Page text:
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- Volume 26, Issue 1, 2010
South African Journal on Human Rights - Volume 26, Issue 1, 2010
Volume 26, Issue 1, 2010
Constitution-making as a learning process : Andrew Arato's model of post-sovereign constitution-making : editor's introductionSource: South African Journal on Human Rights 26, pp 1 –18 (2010)More Less
In May 2009 the Law School of the University of Glasgow held a Workshop on Constitution-Making. The decision to hold the workshop issued from correspondence between Andrew Arato and me about his positive assessment of the South African constitution-making process as the perfection of the new two-staged method of constitution-making which he characterises with two key terms: 'post sovereign constitution-making' and 'constitution-making as a learning process'. The correspondence between us focused mainly on critical concerns that I raised in response to Arato's positive assessment of the South African constitution-making process.
Source: South African Journal on Human Rights 26, pp 19 –44 (2010)More Less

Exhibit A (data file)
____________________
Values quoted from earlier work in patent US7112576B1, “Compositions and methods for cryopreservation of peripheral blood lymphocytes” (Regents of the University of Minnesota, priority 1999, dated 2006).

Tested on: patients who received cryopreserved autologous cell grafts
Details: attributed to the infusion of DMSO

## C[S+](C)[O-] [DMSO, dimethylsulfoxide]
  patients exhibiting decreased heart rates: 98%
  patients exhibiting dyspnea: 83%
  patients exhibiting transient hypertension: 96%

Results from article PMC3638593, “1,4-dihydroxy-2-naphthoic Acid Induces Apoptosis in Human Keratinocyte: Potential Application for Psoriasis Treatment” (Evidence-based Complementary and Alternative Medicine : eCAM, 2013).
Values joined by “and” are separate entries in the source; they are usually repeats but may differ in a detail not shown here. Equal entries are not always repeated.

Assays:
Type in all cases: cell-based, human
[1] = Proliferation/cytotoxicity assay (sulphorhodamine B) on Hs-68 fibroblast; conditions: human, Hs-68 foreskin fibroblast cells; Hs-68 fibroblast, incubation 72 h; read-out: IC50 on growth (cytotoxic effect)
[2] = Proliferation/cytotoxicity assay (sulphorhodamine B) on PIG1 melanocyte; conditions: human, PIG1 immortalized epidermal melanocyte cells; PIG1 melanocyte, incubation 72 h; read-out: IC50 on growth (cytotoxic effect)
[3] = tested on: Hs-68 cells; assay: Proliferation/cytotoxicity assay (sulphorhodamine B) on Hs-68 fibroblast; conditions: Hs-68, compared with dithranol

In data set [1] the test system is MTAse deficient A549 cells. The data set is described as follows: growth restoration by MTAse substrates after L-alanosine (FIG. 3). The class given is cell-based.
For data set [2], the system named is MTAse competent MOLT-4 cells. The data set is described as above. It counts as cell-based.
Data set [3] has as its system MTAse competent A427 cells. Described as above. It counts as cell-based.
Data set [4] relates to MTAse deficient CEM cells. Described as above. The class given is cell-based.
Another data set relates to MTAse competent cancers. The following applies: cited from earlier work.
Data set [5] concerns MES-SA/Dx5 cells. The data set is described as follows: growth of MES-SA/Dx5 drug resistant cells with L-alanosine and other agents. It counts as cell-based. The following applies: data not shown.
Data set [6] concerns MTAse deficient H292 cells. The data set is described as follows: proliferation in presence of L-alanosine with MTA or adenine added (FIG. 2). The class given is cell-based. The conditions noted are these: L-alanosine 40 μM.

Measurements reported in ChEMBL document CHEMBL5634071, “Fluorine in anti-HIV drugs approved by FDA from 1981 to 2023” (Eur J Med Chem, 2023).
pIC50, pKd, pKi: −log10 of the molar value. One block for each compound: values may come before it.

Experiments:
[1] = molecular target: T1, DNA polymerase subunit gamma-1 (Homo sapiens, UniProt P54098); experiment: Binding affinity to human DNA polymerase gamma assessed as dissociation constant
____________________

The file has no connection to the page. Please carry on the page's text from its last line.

This article reconstructs a model of 'post-sovereign constitution-making', namely, a multi-stage, democratic model with round table or multi-party negotiations as its centre piece, involving two constitutions with free elections in between, and overall enforcement through a Constitutional Court. This is the model that was more or less perfected in South Africa in the 1990s. In comparison, Hungary, the empirical object of the study, is seen as an imperfect realisation, because the final stage, not provided for in the interim Constitution, was not completed in a democratic process. The author thus sees the role of the Hungarian Constitutional Court as compensatory, and inevitably weakening, given the weak legitimating background provided by an incomplete process. A case in point is the jurisprudence of constitutional amendments. In light of the inherited amendment rule, the Constitution of the regime change could only be reliably protected if the Hungarian Constitutional Court adopted one or another version of amendment review, in the path of the Indian 'basic structure' doctrine. The article tries to show that a four-fifths rule concerning constitutional replacement, adopted during an unsuccessful effort at constitution-making, could be a textual support for such a review. Subsequent to the conclusion of this research, the new right-wing Hungarian Parliament abolished the four-fifths rule, by using the two-thirds amending rule. This, in the author's view, is prima facie unconstitutional.